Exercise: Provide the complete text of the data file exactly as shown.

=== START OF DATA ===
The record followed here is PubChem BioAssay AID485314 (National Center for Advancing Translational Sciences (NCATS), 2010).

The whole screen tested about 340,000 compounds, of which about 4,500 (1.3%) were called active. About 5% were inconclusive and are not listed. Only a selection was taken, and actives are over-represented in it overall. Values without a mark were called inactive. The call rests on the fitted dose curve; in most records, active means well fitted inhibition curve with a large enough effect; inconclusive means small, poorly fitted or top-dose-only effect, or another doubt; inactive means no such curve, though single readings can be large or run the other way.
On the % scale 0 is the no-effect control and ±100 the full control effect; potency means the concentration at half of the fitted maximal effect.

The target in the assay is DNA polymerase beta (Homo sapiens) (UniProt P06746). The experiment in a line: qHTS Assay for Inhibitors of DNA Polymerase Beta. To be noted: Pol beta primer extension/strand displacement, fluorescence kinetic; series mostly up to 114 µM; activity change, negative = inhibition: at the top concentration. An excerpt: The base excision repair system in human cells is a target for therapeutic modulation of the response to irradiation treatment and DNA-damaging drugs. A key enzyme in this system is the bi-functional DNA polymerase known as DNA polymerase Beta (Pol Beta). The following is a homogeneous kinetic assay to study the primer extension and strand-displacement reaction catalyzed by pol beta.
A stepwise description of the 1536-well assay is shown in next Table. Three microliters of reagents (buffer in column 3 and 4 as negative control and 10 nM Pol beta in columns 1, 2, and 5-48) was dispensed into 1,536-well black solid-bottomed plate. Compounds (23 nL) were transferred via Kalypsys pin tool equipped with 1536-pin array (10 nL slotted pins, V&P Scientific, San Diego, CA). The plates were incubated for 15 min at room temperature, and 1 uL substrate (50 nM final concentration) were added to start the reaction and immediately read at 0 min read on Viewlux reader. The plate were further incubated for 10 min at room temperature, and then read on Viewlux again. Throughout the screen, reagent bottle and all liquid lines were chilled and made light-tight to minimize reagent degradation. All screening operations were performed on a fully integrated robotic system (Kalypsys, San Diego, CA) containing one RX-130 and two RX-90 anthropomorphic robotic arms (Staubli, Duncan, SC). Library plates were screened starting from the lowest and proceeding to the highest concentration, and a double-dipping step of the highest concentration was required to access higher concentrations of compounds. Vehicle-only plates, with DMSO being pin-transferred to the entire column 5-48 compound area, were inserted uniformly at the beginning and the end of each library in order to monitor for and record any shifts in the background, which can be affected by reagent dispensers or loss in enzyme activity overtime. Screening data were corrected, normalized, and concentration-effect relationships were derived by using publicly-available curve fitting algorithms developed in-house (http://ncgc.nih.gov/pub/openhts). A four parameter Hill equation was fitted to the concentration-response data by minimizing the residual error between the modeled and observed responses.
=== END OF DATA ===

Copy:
The record followed here is PubChem BioAssay AID485314 (National Center for Advancing Translational Sciences (NCATS), 2010).

The whole screen tested about 340,000 compounds, of which about 4,500 (1.3%) were called active. About 5% were inconclusive and are not listed. Only a selection was taken, and actives are over-represented in it overall. Values without a mark were called inactive. The call rests on the fitted dose curve; in most records, active means well fitted inhibition curve with a large enough effect; inconclusive means small, poorly fitted or top-dose-only effect, or another doubt; inactive means no such curve, though single readings can be large or run the other way.
On the % scale 0 is the no-effect control and ±100 the full control effect; potency means the concentration at half of the fitted maximal effect.

The target in the assay is DNA polymerase beta (Homo sapiens) (UniProt P06746). The experiment in a line: qHTS Assay for Inhibitors of DNA Polymerase Beta. To be noted: Pol beta primer extension/strand displacement, fluorescence kinetic; series mostly up to 114 µM; activity change, negative = inhibition: at the top concentration. An excerpt: The base excision repair system in human cells is a target for therapeutic modulation of the response to irradiation treatment and DNA-damaging drugs. A key enzyme in this system is the bi-functional DNA polymerase known as DNA polymerase Beta (Pol Beta). The following is a homogeneous kinetic assay to study the primer extension and strand-displacement reaction catalyzed by pol beta.
A stepwise description of the 1536-well assay is shown in next Table. Three microliters of reagents (buffer in column 3 and 4 as negative control and 10 nM Pol beta in columns 1, 2, and 5-48) was dispensed into 1,536-well black solid-bottomed plate. Compounds (23 nL) were transferred via Kalypsys pin tool equipped with 1536-pin array (10 nL slotted pins, V&P Scientific, San Diego, CA). The plates were incubated for 15 min at room temperature, and 1 uL substrate (50 nM final concentration) were added to start the reaction and immediately read at 0 min read on Viewlux reader. The plate were further incubated for 10 min at room temperature, and then read on Viewlux again. Throughout the screen, reagent bottle and all liquid lines were chilled and made light-tight to minimize reagent degradation. All screening operations were performed on a fully integrated robotic system (Kalypsys, San Diego, CA) containing one RX-130 and two RX-90 anthropomorphic robotic arms (Staubli, Duncan, SC). Library plates were screened starting from the lowest and proceeding to the highest concentration, and a double-dipping step of the highest concentration was required to access higher concentrations of compounds. Vehicle-only plates, with DMSO being pin-transferred to the entire column 5-48 compound area, were inserted uniformly at the beginning and the end of each library in order to monitor for and record any shifts in the background, which can be affected by reagent dispensers or loss in enzyme activity overtime. Screening data were corrected, normalized, and concentration-effect relationships were derived by using publicly-available curve fitting algorithms developed in-house (http://ncgc.nih.gov/pub/openhts). A four parameter Hill equation was fitted to the concentration-response data by minimizing the residual error between the modeled and observed responses.